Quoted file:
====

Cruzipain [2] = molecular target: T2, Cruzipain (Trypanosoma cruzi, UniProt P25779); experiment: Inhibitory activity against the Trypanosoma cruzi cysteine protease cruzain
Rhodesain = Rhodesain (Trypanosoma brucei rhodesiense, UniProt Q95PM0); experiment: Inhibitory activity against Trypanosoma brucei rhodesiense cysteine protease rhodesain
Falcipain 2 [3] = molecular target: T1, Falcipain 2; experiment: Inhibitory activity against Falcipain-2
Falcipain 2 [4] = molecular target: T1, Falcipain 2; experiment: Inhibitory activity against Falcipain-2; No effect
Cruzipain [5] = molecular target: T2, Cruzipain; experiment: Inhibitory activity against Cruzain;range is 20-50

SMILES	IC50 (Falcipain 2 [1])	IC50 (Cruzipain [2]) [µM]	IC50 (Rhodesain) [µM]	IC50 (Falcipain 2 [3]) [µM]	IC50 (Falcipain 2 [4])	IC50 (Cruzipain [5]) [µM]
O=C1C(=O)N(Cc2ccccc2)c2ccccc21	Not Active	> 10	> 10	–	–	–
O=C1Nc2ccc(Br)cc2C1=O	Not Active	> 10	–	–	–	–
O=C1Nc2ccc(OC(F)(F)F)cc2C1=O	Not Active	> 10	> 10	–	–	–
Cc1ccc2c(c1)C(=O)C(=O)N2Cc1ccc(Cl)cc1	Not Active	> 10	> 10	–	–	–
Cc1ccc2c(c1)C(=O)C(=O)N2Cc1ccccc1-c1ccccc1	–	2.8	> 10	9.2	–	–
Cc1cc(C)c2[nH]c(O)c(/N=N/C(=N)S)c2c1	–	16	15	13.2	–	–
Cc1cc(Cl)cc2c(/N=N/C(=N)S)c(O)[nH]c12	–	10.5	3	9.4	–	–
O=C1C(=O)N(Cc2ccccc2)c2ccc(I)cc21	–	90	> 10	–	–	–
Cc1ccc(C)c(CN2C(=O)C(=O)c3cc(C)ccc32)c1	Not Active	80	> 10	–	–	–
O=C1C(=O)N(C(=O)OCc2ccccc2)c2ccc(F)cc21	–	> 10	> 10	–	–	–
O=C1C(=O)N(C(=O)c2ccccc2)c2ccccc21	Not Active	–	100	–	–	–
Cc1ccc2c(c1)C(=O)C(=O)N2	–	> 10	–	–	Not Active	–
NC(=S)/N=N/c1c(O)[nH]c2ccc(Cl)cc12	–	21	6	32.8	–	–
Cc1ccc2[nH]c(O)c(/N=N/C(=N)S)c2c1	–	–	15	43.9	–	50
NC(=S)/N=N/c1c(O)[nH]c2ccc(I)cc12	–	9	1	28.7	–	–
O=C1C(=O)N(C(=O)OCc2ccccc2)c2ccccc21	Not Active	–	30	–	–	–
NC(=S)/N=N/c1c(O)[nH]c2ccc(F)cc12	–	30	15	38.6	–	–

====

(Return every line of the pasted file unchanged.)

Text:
Cruzipain [2] = molecular target: T2, Cruzipain (Trypanosoma cruzi, UniProt P25779); experiment: Inhibitory activity against the Trypanosoma cruzi cysteine protease cruzain
Rhodesain = Rhodesain (Trypanosoma brucei rhodesiense, UniProt Q95PM0); experiment: Inhibitory activity against Trypanosoma brucei rhodesiense cysteine protease rhodesain
Falcipain 2 [3] = molecular target: T1, Falcipain 2; experiment: Inhibitory activity against Falcipain-2
Falcipain 2 [4] = molecular target: T1, Falcipain 2; experiment: Inhibitory activity against Falcipain-2; No effect
Cruzipain [5] = molecular target: T2, Cruzipain; experiment: Inhibitory activity against Cruzain;range is 20-50

SMILES	IC50 (Falcipain 2 [1])	IC50 (Cruzipain [2]) [µM]	IC50 (Rhodesain) [µM]	IC50 (Falcipain 2 [3]) [µM]	IC50 (Falcipain 2 [4])	IC50 (Cruzipain [5]) [µM]
O=C1C(=O)N(Cc2ccccc2)c2ccccc21	Not Active	> 10	> 10	–	–	–
O=C1Nc2ccc(Br)cc2C1=O	Not Active	> 10	–	–	–	–
O=C1Nc2ccc(OC(F)(F)F)cc2C1=O	Not Active	> 10	> 10	–	–	–
Cc1ccc2c(c1)C(=O)C(=O)N2Cc1ccc(Cl)cc1	Not Active	> 10	> 10	–	–	–
Cc1ccc2c(c1)C(=O)C(=O)N2Cc1ccccc1-c1ccccc1	–	2.8	> 10	9.2	–	–
Cc1cc(C)c2[nH]c(O)c(/N=N/C(=N)S)c2c1	–	16	15	13.2	–	–
Cc1cc(Cl)cc2c(/N=N/C(=N)S)c(O)[nH]c12	–	10.5	3	9.4	–	–
O=C1C(=O)N(Cc2ccccc2)c2ccc(I)cc21	–	90	> 10	–	–	–
Cc1ccc(C)c(CN2C(=O)C(=O)c3cc(C)ccc32)c1	Not Active	80	> 10	–	–	–
O=C1C(=O)N(C(=O)OCc2ccccc2)c2ccc(F)cc21	–	> 10	> 10	–	–	–
O=C1C(=O)N(C(=O)c2ccccc2)c2ccccc21	Not Active	–	100	–	–	–
Cc1ccc2c(c1)C(=O)C(=O)N2	–	> 10	–	–	Not Active	–
NC(=S)/N=N/c1c(O)[nH]c2ccc(Cl)cc12	–	21	6	32.8	–	–
Cc1ccc2[nH]c(O)c(/N=N/C(=N)S)c2c1	–	–	15	43.9	–	50
NC(=S)/N=N/c1c(O)[nH]c2ccc(I)cc12	–	9	1	28.7	–	–
O=C1C(=O)N(C(=O)OCc2ccccc2)c2ccccc21	Not Active	–	30	–	–	–
NC(=S)/N=N/c1c(O)[nH]c2ccc(F)cc12	–	30	15	38.6	–	–